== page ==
Venice and Cultures of Consumption

Subject HIST30051 (2015)

Note: This is an archived Handbook entry from 2015.

Credit Points: 12.5
Level: 3 (Undergraduate)
Dates & Locations:

This subject has the following teaching availabilities in 2015:

November, Parkville - Taught on campus.
Pre-teaching Period Start not applicable
Teaching Period 24-Nov-2015 to 18-Dec-2015
Assessment Period End 08-Feb-2016
Last date to Self-Enrol 30-Nov-2015
Census Date 11-Dec-2015
Last date to Withdraw without fail 15-Jan-2016

Intensive on site in Venice, Italy

Timetable can be viewed here. For information about these dates, click here.
Time Commitment: Contact Hours: This subject is taught in intensive mode on site in Venice from 20 November (departure date) (subject begins 23 November) to 18 December 2015: Seven 1-hour lectures, seven 1-hour tutorials, seven 3-hour site visits. Total class contact hours: 35 hours.
Total Time Commitment:

170 hours

Prerequisites: None

ITAL20006 or ITAL30012 Languages of Venice: Study Abroad

Study Period Commencement:
Credit Points:
Recommended Background Knowledge: None
Non Allowed Subjects:

Students who have completed HIST 20052 Venice and Cultures of Consumption are not permitted to enrol in this subject

Core Participation Requirements:

For the purposes of considering request for Reasonable Adjustments under the disability Standards for Education (Cwth 2005), and Students Experiencing Academic Disadvantage Policy, academic requirements for this subject are articulated in the Subject Description, Subject Objectives, Generic Skills and Assessment Requirements of this entry.The University is dedicated to provide support to those with special requirements. Further details on the disability support scheme can be found at the Disability Liaison Unit website:


Dr Catherine Kovesi


Dr Catherine Kovesi

Subject Overview:

This intensive four-week study abroad subject is taught on location in Venice. The Renaissance in Italy is regarded by many as the locus of the first consumer society in the western world. Venice was at the centre of the new commercial revolution and the trade and production of the luxury goods that were its staple. With a series of lectures, tutorials and detailed site visits, this subject examines Venice's position as a trading empire, and the goods traded, produced and consumed from luxurious textiles, printed books, art works, dyes and spices, to slaves and prostitutes. Venetian authorities were actively involved in regulating consumption with the passage of extensive sumptuary laws, the development of copyright, the application of duties and taxes, and a complex system of surveillance. Students will complete this subject with a deeper understanding of Venetian culture and society and its contribution to the globalised luxury trades; one of the key markers of the west and of modernity.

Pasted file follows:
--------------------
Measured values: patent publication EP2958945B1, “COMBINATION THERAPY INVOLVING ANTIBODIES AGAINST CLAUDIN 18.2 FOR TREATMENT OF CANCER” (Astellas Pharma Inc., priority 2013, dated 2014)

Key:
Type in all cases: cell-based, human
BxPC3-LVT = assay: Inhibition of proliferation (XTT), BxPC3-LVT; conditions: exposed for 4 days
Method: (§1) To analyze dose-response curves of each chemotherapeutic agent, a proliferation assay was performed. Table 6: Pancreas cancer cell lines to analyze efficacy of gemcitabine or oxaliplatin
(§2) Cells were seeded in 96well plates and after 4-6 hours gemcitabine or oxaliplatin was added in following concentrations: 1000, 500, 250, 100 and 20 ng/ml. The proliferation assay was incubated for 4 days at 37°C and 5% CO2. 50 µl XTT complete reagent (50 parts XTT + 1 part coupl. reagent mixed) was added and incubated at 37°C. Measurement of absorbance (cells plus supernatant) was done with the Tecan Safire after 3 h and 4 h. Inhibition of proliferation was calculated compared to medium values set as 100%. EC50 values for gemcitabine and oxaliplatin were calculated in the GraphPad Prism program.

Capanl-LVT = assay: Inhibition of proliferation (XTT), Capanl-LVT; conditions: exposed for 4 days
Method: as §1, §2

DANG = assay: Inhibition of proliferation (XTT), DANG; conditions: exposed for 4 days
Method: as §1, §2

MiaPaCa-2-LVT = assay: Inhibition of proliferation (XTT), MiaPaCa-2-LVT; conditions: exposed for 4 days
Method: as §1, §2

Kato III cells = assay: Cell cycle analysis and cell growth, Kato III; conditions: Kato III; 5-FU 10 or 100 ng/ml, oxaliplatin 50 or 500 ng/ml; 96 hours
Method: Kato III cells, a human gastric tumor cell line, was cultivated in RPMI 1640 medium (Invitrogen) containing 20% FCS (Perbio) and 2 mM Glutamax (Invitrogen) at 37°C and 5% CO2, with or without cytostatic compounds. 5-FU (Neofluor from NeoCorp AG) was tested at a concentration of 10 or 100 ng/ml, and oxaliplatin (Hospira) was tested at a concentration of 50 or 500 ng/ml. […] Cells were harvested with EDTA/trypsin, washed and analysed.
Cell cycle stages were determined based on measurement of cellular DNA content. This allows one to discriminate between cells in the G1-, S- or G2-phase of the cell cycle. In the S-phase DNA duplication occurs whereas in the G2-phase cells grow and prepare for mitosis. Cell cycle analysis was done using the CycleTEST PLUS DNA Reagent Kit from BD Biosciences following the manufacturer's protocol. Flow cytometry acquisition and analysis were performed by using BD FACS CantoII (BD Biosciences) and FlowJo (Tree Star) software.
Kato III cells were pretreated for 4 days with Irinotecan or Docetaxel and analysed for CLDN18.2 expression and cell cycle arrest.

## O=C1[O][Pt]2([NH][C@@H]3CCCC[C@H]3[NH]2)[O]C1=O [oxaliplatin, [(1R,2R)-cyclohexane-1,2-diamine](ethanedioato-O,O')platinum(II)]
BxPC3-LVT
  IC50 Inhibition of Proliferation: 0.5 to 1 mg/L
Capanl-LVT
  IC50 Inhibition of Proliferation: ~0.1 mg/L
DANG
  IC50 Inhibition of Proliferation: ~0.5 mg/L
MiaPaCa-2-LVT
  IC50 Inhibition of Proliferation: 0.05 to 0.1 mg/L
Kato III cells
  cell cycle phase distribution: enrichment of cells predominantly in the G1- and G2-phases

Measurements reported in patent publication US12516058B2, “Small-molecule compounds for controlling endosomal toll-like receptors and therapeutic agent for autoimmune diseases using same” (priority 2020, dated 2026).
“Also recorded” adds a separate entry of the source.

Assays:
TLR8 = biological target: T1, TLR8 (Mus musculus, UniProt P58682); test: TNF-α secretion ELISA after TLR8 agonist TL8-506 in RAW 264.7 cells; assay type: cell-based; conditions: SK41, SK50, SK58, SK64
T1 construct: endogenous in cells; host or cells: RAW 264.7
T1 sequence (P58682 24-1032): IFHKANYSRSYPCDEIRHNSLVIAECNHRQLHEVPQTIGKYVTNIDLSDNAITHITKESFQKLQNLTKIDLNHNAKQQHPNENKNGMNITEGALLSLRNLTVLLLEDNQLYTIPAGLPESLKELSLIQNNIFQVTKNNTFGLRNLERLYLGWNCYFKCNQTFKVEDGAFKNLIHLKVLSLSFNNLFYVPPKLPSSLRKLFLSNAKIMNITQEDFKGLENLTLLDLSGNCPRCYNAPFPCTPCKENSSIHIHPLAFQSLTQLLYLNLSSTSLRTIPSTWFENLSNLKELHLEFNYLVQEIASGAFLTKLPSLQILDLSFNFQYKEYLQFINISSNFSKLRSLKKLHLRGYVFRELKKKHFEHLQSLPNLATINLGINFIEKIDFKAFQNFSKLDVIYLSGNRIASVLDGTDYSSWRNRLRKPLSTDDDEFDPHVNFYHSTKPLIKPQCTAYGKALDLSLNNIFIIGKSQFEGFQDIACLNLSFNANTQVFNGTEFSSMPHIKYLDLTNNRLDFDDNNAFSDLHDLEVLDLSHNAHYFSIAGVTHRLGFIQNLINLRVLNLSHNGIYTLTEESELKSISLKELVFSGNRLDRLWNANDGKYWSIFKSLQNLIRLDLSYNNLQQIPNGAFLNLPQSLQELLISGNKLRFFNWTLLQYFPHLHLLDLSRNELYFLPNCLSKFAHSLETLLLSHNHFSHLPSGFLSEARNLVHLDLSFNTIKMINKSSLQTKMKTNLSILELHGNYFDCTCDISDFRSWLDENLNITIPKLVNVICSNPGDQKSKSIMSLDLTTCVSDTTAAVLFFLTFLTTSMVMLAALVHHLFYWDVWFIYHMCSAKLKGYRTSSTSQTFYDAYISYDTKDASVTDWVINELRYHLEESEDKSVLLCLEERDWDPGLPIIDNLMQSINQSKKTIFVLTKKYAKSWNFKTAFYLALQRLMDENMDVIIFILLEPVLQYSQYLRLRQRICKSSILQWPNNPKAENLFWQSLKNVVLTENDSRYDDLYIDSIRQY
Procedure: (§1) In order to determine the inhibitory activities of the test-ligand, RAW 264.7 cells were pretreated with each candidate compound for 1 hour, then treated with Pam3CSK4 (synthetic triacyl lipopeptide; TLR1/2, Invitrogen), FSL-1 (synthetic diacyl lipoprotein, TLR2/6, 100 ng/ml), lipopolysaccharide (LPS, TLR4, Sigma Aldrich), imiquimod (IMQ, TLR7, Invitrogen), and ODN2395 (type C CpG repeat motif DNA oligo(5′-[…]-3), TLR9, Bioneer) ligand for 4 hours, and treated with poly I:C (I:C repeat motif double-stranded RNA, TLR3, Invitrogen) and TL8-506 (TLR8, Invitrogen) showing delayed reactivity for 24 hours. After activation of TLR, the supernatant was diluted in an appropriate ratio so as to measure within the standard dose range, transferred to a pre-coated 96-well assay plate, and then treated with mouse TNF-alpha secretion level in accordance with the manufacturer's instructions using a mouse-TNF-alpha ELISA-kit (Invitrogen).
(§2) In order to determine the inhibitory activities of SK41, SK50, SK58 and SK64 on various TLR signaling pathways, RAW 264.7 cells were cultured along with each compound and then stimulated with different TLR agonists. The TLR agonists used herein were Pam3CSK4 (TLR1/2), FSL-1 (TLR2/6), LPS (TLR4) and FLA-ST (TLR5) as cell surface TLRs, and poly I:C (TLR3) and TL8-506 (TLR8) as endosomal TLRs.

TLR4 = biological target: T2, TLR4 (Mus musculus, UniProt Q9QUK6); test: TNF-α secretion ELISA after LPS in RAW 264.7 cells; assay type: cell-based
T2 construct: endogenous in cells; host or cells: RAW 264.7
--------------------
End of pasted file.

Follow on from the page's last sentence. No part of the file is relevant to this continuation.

Learning Outcomes:

Students who complete this subject will:

  • reflect critically on the city of Venice as a central site for the development of consumer culture in the west;
  • acquire an understanding of Venetian and Italian culture and its contribution to understandings of modernity and the west;
  • be critically immersed in the cultural sites and artefacts of an historic city, and the ways in which these have been analysed in primary and secondary sources;
  • gain an understanding of a culture's complexity, and respect for difference and diversity;
  • develop critical thinking and analysis through recommended reading, essay writing and tutorial discussion, and by determining the strength of an argument;
  • demonstrate skills in public presentations and confidence in self expression through seminar presentations, essays, and online journal forums.

A reflective journal of 1500 words, 35% (due at the end of the intensive) and a research essay of 2500 words, 65% (due 22 February 2016).

Hurdle requirement: students must attend a minimum of 75% of tutorials/on site visits in order to pass this subject. Assessment submitted late without an approved extension will be penalised at 10% per day; after five working days, no late assessment will be marked. In-class tasks missed without approval will not be marked. All pieces of written work must be submitted to pass this subject.

Prescribed Texts:

A subject reader will be available.

Breadth Options:

This subject potentially can be taken as a breadth subject component for the following courses:

You should visit learn more about breadth subjects and read the breadth requirements for your degree, and should discuss your choice with your student adviser, before deciding on your subjects.

Fees Information: Subject EFTSL, Level, Discipline & Census Date

Students are selected for this subject based on academic merit. The application process is available from the subject coordinator.

Itinerary and travel arrangements available from the subject coordinator in March 2015. The subject dates and HECS/course fee census date for this subject change each year. Check your enrolment records for the correct census date for this subject. Dates of travel: 20 November (departure date) (subject begins 23 November) to 18 December 2015.

Related Majors/Minors/Specialisations: Ancient, Medieval and Early Modern Studies Major

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